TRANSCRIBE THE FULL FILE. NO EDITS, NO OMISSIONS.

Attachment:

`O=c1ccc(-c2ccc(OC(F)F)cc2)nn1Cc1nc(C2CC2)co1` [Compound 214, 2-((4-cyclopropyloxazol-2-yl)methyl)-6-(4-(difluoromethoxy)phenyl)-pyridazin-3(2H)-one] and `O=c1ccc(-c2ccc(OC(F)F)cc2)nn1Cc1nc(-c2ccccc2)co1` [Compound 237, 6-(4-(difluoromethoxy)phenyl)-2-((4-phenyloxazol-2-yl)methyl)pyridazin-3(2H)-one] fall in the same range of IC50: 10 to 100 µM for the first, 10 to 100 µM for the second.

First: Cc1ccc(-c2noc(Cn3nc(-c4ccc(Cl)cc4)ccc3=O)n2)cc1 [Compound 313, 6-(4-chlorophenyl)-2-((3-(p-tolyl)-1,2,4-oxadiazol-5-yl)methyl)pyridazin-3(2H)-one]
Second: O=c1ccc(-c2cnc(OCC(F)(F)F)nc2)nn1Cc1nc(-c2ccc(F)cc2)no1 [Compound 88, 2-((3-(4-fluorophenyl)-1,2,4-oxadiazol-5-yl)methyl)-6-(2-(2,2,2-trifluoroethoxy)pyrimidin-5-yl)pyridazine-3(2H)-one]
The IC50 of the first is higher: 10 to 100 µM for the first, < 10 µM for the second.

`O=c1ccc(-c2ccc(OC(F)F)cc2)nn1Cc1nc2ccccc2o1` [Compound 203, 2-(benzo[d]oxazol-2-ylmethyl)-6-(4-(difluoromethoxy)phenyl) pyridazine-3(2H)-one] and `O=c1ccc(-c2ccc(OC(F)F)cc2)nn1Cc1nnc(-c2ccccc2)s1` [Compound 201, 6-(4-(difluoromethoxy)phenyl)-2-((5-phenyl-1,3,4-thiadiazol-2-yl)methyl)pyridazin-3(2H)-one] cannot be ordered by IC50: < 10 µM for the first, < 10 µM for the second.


`O=c1ccc(-c2ccc(OC(F)F)cc2)nn1Cc1nc(C2CC2)co1` [Compound 214, 2-((4-cyclopropyloxazol-2-yl)methyl)-6-(4-(difluoromethoxy)phenyl)-pyridazin-3(2H)-one] and `O=c1ccc(-c2ccc(OC(F)F)cc2)nn1Cc1nc(-c2ccccc2)co1` [Compound 237, 6-(4-(difluoromethoxy)phenyl)-2-((4-phenyloxazol-2-yl)methyl)pyridazin-3(2H)-one] fall in the same range of IC50: 10 to 100 µM for the first, 10 to 100 µM for the second.

First: Cc1ccc(-c2noc(Cn3nc(-c4ccc(Cl)cc4)ccc3=O)n2)cc1 [Compound 313, 6-(4-chlorophenyl)-2-((3-(p-tolyl)-1,2,4-oxadiazol-5-yl)methyl)pyridazin-3(2H)-one]
Second: O=c1ccc(-c2cnc(OCC(F)(F)F)nc2)nn1Cc1nc(-c2ccc(F)cc2)no1 [Compound 88, 2-((3-(4-fluorophenyl)-1,2,4-oxadiazol-5-yl)methyl)-6-(2-(2,2,2-trifluoroethoxy)pyrimidin-5-yl)pyridazine-3(2H)-one]
The IC50 of the first is higher: 10 to 100 µM for the first, < 10 µM for the second.

`O=c1ccc(-c2ccc(OC(F)F)cc2)nn1Cc1nc2ccccc2o1` [Compound 203, 2-(benzo[d]oxazol-2-ylmethyl)-6-(4-(difluoromethoxy)phenyl) pyridazine-3(2H)-one] and `O=c1ccc(-c2ccc(OC(F)F)cc2)nn1Cc1nnc(-c2ccccc2)s1` [Compound 201, 6-(4-(difluoromethoxy)phenyl)-2-((5-phenyl-1,3,4-thiadiazol-2-yl)methyl)pyridazin-3(2H)-one] cannot be ordered by IC50: < 10 µM for the first, < 10 µM for the second.